Wednesday, July 30, 2014

Trailer Inspection Guidelines

At, our number one goal is for our customers to drive away happy and satisfied. We want them to have the peace of mind that comes through purchasing an excellent product that will be used and enjoyed for years to come. Although it is outside of the sales realm, we also want our clients to be aware of some of the requirements for trailer inspections. Please understand that this is something that varies from state to state. However, being in the know is a must to safeguard against equipment failure and costly fines for operating a trailer incorrectly or without the necessary components.

Here is a basic checklist of considerations for proper trailer inspections:

  • Find out the regulations for inspection requirements in your state. Are they yearly, every other year, or longer?
  • Line up all of the needed documentation, such as the title and registration.
  • Find out where in your area the official motor vehicle inspection stations are located. In some states they are performed at the State Highway Patrol office. In most states, there are also certified inspection stations at automotive businesses.
  • If you plan to tow your trailer to another state, it is necessary to know those state guidelines for trailer towing, otherwise you stand to get a ticket. Remember-ignorance of the law is not a valid excuse! For example, the maximum towing speeds vary across state lines along with maximum widths, weight and brake requirements. Know before you go!

That being said, here are the basics for what it takes to tow a trailer throughout most of the U.S.

  • Taillights
  • Brake lights
  • Clearance lights - These are required for larger width trailers.
  • License plate light - The surrounding lights do not count-must have a separate one for this.
  • Turn signals- The ones on the towing vehicle are not enough because they are often obstructed by the trailer.
  • Reflectors - Inexpensive and worth their weight in gold for making your trailer visible.
  • Safety chains - Criss-cross the chains to connect the trailer to the towing vehicle. Doing so will help prevent separation should the hitch connection come apart.
  • Breakaway brakes - In case the trailer should become disconnected from the towing vehicle, these prevent an accident because they are power brakes for the trailer itself.
  • Flares and reflective cones  -In case of an accident or equipment failure, these will help make you visible to oncoming drivers and prevent you or your vehicles from being struck.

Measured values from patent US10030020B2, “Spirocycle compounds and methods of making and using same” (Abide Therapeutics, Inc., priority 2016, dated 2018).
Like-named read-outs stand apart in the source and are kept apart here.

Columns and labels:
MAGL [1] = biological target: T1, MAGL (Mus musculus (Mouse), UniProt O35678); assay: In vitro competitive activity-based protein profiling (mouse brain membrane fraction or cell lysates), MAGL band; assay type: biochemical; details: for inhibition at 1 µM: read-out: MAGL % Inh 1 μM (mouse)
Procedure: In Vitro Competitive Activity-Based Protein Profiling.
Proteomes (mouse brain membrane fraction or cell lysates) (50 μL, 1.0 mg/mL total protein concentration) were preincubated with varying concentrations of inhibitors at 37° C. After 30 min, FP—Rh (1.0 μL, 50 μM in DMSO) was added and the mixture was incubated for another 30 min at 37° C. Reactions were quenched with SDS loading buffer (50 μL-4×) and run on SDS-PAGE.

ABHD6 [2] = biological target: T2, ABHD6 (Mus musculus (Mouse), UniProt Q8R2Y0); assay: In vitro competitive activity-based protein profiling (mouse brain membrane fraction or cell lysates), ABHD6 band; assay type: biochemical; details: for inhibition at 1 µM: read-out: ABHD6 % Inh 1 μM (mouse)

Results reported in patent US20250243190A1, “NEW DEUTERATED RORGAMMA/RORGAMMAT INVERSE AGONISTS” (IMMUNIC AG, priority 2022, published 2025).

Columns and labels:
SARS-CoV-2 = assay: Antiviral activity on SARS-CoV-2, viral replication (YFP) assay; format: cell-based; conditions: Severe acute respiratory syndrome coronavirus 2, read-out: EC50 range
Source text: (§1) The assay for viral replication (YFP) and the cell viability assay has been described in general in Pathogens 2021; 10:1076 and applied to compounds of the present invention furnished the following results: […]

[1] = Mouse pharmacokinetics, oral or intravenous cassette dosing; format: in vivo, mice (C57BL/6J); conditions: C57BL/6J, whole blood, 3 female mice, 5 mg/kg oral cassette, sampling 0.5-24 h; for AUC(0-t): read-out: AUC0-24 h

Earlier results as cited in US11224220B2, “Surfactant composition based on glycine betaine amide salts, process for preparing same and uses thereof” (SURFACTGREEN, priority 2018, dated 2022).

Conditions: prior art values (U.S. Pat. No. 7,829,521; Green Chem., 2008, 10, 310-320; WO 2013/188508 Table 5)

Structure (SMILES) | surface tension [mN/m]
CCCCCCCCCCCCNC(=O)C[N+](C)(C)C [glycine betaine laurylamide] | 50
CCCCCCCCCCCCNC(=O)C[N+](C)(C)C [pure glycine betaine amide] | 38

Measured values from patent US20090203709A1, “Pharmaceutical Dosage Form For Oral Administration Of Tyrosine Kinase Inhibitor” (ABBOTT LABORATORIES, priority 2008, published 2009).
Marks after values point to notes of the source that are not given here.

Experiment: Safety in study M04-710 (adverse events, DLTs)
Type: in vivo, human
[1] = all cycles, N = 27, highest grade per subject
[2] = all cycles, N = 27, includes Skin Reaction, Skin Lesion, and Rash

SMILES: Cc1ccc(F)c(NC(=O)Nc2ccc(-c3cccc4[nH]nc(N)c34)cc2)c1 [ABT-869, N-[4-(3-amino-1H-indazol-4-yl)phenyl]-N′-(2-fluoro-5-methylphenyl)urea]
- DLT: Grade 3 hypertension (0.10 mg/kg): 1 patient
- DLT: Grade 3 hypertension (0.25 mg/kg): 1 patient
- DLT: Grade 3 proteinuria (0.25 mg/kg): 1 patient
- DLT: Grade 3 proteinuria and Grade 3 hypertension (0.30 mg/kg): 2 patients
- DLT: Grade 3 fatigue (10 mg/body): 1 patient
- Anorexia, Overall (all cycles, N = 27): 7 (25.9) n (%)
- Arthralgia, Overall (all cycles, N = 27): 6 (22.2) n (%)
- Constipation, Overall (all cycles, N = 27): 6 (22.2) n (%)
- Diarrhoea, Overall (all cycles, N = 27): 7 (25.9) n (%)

• Tie downs - For loading anything on a trailer that could possibly fall off-tie-downs are needed to secure the load at various angles.

Please take care of these considerations. That way, using your product will deliver miles and miles of pleasure for years to come!

Monday, July 7, 2014

Tips for Mountain Towing

With a new trailer from, you will undoubtedly be anxious to explore! If your plans include a trip to elevated terrains, be aware that it takes a few extra precautions.
  • Go down the mountain NO faster than you went up. If there is a mantra for this type of towing, this is it! Because your trailer load will be pushing you along, maintaining a slow, but steady speed is critical for maintaining control of the towing vehicle. Use a low gear and travel no faster than 25 to 30 mph when possible.
  • Avoid riding the brakes, especially on the way down. This can cause your brakes to fail. Instead of constantly depressing the brake pedal, slow down to a safe speed-again and then ease off. Allow them to cool and repeat until you are down the incline.
  • Find out if your vehicle is equipped with a Tow/Haul feature.
  • Maintain a safe distance from any vehicles in front of you. 
  • Do not worry about creeping along - be safe. Sometimes doing the right thing will mean that a convoy of irritated drivers forms behind you. Take this in stride, be patient and stick to your guns. No one can get to his or her destination without mindful driving.
  • Be aware of the weather - The ups and downs of mountain driving can mean that one moment you have excellent visibility and the next you are enveloped in pea-soup thick fog, or wet or icy conditions. Check the highway weather forecast before you go and stay tuned to the latest info via radio.
Make sure your vehicle and trailer are ready for such a trip - Mountain driving puts extra wear and tear on vehicles. It also demands that each component is in the best working order possible. Before settling in behind the wheel, do a safety check and focus on these points:

  • All mirrors 
  • All lights
  • All systems synced: brakes and lights
  • Horn works
  • Radio works
  • Hitches secure
  • Tires in excellent shape, including spares
  • Coolants and fluids full and have extras on hand-including wiper fluid
  • Cloths for wiping away moisture and an ice scraper
If you have any questions or want to learn about any of our custom options that would make your next trip to the mountains a cakewalk instead of a thrill ride, please give us a call at:

1-877-458-7245 (1-877-45TRAILER)

Our team would love to answer your questions and fill you in on our monthly specials!

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